Saul Alinsky: A Complicated Rebel
Nicholas von Hoffman's new book complicates a right-wing caricature.


Radical: A Portrait of Saul Alinsky by Nicholas von Hoffman (Nation Books, 237 pp., $26.95)

Nicholas von Hoffman’s short, breezy, and informative sketch of Saul Alinsky — and of the decade he spent with him working as a community organizer — offers us a very different take on the legendary activist than the narrative we are accustomed to. This is especially the case for those conservatives who consider Alinsky close to the devil. Alinsky made the comparison himself, invoking Lucifer, along with Thomas Paine and Rabbi Hillel, in the epigraphs to his classic, bestselling 1971 guide, Rules for Radicals: A Pragmatic Primer for Realistic Radicals. As Alinsky put it, clearly facetiously, Lucifer was “the very first radical . . . who rebelled against the establishment,” and who was so effective “that he . . . won his own kingdom.” But the reality of Alinsky and his work was significantly different from what this tongue-in-cheek self-presentation — and, a fortiori, today’s conservative attacks on Alinsky — would have us believe. He was not a radical believer in Big Government, and he probably would have had serious problems with Barack Obama’s agenda.

Alinsky became famous by organizing ethnic workers in the old Chicago stockyards from 1939 to the end of the 1950s, where he created the Back of the Yards Neighborhood Council as the vehicle to organize them. Because of his work, von Hoffman notes, “what had been an area of ramshackle, near-slum housing tilting this way and that had been rebuilt into a model working-class community of neat bungalow homes.”

Candidly, von Hoffman adds that Alinsky did not challenge the neighborhood’s pattern of segregation, which had “become an impregnable fortification of whites-only exclusionism.” Back in 1919, these same workers played a part in the famous 1919 Chicago-area race riots, in which 500 people, most of them black, were wounded and 38 killed. Alinsky did manage to obtain permission for blacks to have unmolested passage through the Back of the Yards as they were on their way to other places — which seems little by today’s standards, but, as von Hoffman notes, was a major accomplishment then.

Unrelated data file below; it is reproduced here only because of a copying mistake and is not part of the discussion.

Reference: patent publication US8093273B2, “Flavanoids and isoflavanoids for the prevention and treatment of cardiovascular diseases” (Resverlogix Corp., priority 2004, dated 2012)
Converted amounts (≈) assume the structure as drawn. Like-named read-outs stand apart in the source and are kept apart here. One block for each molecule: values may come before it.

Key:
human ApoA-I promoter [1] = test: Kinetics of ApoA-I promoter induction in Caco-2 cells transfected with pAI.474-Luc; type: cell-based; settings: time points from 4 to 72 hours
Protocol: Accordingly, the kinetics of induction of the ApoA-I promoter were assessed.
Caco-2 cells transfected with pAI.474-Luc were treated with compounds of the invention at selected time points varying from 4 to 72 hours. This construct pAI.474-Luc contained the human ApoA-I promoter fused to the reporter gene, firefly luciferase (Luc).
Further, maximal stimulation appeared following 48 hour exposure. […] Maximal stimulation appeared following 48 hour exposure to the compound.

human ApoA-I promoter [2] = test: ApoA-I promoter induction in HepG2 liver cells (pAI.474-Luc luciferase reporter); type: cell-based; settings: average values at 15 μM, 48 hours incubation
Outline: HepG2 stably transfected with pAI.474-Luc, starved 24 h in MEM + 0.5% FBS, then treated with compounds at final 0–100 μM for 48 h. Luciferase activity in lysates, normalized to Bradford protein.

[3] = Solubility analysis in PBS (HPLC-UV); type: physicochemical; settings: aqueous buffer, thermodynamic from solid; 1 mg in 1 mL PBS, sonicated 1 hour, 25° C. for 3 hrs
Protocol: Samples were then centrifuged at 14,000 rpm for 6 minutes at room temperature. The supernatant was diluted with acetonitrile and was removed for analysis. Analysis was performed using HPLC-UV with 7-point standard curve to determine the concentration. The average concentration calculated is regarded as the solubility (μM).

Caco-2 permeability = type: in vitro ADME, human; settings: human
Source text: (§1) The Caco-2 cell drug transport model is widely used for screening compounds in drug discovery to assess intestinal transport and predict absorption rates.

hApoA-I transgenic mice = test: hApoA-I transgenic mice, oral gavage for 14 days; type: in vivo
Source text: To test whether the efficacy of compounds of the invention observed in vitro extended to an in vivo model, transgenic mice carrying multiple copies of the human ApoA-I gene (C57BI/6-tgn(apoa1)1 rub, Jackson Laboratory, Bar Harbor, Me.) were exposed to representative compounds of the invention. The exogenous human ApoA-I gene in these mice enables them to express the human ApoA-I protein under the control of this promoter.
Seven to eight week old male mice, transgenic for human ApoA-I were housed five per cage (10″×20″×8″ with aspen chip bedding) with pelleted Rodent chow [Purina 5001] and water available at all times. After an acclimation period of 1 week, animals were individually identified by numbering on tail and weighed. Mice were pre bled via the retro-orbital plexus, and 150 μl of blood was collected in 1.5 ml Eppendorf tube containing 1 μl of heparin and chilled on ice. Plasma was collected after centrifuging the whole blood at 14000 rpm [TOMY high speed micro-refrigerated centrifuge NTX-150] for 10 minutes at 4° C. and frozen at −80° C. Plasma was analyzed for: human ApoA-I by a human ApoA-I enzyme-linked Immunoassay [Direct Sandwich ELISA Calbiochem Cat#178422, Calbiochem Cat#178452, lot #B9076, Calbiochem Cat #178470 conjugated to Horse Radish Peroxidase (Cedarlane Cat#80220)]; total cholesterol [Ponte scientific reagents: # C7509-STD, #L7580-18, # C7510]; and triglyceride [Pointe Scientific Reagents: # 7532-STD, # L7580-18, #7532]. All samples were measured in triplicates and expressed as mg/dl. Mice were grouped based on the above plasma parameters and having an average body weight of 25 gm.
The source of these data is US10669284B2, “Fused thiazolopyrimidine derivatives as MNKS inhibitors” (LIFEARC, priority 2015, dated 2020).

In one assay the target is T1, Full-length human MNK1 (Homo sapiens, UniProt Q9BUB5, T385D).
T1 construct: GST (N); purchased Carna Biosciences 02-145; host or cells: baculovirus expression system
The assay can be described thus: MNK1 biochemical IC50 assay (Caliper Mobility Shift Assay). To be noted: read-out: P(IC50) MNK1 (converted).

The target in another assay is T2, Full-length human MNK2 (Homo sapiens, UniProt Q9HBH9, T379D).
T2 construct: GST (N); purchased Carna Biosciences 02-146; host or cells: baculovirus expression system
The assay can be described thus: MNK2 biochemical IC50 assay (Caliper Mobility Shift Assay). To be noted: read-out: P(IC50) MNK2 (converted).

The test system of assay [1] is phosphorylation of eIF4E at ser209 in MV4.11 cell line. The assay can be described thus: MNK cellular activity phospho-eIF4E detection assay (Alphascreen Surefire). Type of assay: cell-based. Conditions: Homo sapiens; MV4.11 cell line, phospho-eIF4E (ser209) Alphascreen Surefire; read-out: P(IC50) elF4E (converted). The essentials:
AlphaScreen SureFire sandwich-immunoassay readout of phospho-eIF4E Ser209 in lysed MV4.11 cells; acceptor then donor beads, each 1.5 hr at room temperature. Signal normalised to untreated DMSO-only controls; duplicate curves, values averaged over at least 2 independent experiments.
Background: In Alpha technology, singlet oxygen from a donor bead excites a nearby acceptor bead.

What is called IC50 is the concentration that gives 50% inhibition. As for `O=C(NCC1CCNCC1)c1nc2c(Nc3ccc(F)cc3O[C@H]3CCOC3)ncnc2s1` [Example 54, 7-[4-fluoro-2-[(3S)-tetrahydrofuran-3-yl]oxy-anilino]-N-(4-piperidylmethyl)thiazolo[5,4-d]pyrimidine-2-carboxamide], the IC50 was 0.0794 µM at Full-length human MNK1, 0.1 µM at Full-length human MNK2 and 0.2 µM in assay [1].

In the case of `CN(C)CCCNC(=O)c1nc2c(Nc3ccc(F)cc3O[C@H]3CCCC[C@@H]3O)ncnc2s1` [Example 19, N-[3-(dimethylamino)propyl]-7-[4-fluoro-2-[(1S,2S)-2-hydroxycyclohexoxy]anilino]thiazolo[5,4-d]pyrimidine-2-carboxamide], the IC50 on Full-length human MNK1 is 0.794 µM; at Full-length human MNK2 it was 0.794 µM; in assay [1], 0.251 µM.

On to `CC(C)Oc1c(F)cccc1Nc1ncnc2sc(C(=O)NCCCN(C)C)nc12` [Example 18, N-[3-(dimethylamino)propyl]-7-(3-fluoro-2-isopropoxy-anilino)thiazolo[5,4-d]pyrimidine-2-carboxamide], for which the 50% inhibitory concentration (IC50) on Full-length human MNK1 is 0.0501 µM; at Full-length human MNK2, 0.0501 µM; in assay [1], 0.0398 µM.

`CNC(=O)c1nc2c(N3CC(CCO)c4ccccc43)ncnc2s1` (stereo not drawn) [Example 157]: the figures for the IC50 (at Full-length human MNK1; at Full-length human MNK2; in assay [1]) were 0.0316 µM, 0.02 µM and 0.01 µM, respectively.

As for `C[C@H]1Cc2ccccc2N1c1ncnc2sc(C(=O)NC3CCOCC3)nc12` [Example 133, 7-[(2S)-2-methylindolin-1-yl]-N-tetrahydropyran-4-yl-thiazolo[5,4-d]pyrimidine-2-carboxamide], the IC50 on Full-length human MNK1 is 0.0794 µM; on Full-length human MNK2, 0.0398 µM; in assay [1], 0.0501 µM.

As for the Neighborhood Council’s funding, it came not from government largesse, but from — of all things — the illegal-gambling activities of Alinsky’s partner, Joe Meegan. This spoke to Alinsky’s longstanding friendly relations with gangsters, thugs, and the organized-crime syndicates. That source of funding meant that any pressure from government to end racial exclusion would come to naught. Moreover, Alinsky’s belief that the people had to determine their own destiny meant, for him, that if the people wanted an all-white community, they should not be challenged on the matter. Although he wanted integration, and hoped that he could select and induce a few middle-class black families to buy homes in the Back of the Yards neighborhood and then convince whites to accept them, his partner Meegan nixed the idea. “Even public discussion of a Negro family,” von Hoffman writes, “would have the same effect as news that the bubonic plague was loose.” Even fair-minded whites in the area believed that blacks’ moving in meant “slumification, crime, bad schools, and punishing drops in real-estate values,” and hence the simple idea of an interracial neighborhood “would destroy the community and the council.” Alinsky’s code of loyalty to the Back of the Yards Council came before his personal opposition to segregation. (As von Hoffman rationalizes it, “the leaders behind the whites-only policy were his friends.”) The people pursued a policy he abhorred; and he had no choice but to stand with the people.